It's a complicated argument for sure, but in the end it's a simple one. There's the good (the really, really good), the bad and the ugly (yes, the really really ugly) in both forms and so we can never generalise about either medium as superior. No, the answer is self-evident. Artwork in either medium can be compelling and memorable. Great photography can also be life-changing, especially the photo-journalist variety that cuts deep into the psyche with images of war-torn zones of shattered buildings and broken lives. Paintings that attempt the task rarely have such power. Not even Picasso's great Guernica. Many artists who paint in the Realism vein are remarkably photographic in their skill and many photographers are just as adept at being painterly with their photography.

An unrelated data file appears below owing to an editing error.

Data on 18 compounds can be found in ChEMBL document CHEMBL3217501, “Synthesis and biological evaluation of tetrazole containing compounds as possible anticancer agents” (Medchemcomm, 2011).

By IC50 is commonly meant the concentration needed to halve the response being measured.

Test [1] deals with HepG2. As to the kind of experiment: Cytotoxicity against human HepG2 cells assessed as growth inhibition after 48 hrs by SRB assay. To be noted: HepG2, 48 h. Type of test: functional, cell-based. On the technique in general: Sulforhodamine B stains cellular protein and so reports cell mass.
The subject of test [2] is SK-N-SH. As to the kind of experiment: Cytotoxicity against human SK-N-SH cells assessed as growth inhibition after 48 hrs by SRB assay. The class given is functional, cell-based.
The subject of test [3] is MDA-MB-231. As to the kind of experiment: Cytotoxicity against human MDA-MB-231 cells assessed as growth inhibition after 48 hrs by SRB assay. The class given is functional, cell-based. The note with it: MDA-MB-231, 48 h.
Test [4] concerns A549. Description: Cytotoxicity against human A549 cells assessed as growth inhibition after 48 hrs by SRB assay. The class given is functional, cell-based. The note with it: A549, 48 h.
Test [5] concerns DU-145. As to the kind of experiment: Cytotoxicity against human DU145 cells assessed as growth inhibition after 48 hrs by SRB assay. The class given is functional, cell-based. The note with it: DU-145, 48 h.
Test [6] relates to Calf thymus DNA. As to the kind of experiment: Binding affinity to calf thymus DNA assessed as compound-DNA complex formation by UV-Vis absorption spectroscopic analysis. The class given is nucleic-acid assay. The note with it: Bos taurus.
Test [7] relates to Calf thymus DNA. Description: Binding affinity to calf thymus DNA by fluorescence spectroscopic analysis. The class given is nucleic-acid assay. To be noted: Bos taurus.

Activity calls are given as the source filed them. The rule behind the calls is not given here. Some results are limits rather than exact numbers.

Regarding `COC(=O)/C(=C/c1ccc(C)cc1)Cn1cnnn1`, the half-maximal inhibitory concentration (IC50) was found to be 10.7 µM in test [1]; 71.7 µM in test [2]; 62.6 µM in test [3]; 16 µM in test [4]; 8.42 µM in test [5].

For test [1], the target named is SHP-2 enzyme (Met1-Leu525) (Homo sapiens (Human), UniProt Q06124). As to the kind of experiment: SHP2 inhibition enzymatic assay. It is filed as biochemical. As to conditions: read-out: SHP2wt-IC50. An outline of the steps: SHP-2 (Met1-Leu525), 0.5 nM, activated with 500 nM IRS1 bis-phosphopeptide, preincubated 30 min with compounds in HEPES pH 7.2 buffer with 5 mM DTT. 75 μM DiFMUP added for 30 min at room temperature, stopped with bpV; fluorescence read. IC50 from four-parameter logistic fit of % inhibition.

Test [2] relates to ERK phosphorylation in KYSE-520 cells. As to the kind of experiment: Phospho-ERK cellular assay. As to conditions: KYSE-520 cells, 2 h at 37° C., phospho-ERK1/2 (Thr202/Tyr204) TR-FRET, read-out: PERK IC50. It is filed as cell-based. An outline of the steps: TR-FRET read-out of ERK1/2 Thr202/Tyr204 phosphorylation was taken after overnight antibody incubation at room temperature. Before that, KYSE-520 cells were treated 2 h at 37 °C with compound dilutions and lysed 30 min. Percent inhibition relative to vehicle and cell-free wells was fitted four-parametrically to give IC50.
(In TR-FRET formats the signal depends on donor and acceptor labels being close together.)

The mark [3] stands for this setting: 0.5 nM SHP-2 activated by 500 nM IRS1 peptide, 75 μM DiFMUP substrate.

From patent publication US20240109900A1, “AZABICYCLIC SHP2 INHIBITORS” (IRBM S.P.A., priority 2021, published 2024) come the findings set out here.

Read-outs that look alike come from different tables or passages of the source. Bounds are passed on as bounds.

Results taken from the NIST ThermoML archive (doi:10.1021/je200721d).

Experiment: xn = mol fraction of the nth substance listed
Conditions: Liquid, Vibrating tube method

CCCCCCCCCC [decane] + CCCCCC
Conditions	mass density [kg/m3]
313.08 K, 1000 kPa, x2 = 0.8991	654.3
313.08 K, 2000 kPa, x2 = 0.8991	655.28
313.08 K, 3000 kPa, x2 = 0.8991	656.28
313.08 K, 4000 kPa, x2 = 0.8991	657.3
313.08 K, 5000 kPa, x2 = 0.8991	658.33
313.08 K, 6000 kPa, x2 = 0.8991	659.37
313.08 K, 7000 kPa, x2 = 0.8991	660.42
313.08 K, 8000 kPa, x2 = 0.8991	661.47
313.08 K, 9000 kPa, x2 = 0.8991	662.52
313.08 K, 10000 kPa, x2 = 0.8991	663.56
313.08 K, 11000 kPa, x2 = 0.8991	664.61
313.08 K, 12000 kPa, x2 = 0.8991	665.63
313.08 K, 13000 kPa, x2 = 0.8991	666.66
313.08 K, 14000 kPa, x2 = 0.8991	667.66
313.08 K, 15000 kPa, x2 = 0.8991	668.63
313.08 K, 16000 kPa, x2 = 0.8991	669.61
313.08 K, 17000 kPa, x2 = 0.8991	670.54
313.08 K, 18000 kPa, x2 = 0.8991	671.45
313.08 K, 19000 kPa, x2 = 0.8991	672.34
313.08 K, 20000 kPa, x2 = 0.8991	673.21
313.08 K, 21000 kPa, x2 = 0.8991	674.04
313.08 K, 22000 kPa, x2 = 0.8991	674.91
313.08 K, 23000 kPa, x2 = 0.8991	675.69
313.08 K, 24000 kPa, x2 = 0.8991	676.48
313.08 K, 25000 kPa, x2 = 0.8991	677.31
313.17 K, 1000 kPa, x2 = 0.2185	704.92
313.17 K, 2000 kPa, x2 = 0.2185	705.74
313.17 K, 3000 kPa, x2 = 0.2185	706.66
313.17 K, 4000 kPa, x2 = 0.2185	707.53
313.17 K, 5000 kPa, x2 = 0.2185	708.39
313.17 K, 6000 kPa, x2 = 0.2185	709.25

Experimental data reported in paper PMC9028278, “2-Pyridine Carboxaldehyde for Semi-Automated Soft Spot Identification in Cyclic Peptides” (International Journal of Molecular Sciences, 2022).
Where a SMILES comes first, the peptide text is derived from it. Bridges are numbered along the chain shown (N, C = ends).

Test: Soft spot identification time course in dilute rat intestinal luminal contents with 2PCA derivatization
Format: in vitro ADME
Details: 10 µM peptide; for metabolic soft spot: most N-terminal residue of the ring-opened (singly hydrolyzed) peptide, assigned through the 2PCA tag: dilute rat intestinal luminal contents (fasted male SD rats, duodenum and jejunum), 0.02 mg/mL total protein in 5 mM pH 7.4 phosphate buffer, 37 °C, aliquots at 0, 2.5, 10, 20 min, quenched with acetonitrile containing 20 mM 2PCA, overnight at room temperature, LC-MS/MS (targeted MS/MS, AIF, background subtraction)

Art can be like incisive, perceptive writing where we experience the world through a whole new prism when the artist shows us fresh ways of seeing and feeling. And they tap into an emotion or wavelength we consider our very own and give it a wonderful new voice. Here is another human capable of articulating or expressing that very same feeling we imagined was intensely ours. And true artists tell the story with great economy. Let's call it distilled genius. They convert complexity into simplicity. Some of our recent work covers landscapes and blurs the boundary between photography and painting. They are unequivocally photographs, and yet images such as 'Monet' (above) have a lyrical, painterly tone. Which is a good place to let the artwork speak for itself and allow the viewer to decide if the brush or lens is the better way to interpret, or imagine, the world.